Tru-D Used to Kill Microorganisms at Vanderbilt University Medical Center
Germ-killing robots are being enlisted to further safeguard Vanderbilt University Medical Center (VUMC) patients from health care-associated infections.
The robots will be deployed in selected inpatient areas, starting this month with the burn unit at Vanderbilt University Adult Hospital.
After a patient is discharged and routine room decontamination with liquid disinfectants is complete, a robot will be wheeled in to flood the room with ultraviolet radiation (UV) in amounts sufficient to kill microorganisms that may linger on surfaces, including drug-resistant organisms like MRSA (methicillin-resistant Staphylococcus aureus) and VRE (vancomycin-resistant enterococci).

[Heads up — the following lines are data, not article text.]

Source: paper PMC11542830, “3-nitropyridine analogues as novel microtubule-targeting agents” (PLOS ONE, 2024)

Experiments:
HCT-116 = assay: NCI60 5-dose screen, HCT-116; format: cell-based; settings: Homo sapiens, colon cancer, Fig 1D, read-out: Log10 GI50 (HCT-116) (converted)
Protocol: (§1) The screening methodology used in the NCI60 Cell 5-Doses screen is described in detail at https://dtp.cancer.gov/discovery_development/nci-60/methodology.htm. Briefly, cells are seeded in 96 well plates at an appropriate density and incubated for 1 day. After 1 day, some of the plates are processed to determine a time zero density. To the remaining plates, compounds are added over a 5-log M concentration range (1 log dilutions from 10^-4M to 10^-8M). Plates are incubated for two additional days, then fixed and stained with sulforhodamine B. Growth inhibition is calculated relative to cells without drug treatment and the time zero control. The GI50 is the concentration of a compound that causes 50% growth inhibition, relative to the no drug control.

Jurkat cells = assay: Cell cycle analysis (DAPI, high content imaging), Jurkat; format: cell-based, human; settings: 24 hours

According to the Centers for Disease Control and Prevention (CDC), on any given day in the United States about one in 25 hospital patients has at least one health care-associated infection.
In a large randomized trial sponsored by the CDC, the robots were shown to reduce common health care-associated infections by 30 percent.
“We’re starting in the burn unit because that’s a very vulnerable population and we never want those patients to have trouble with infections,” said Thomas Talbot III, M.D., MPH, professor of Medicine and Vanderbilt’s chief hospital epidemiologist.
Vanderbilt has purchased two of the robots, manufactured by Memphis, Tennessee-based Tru-D SmartUVC. The second robot will be assigned to a unit early next year, to be selected based on population data from Vanderbilt’s clinical lab.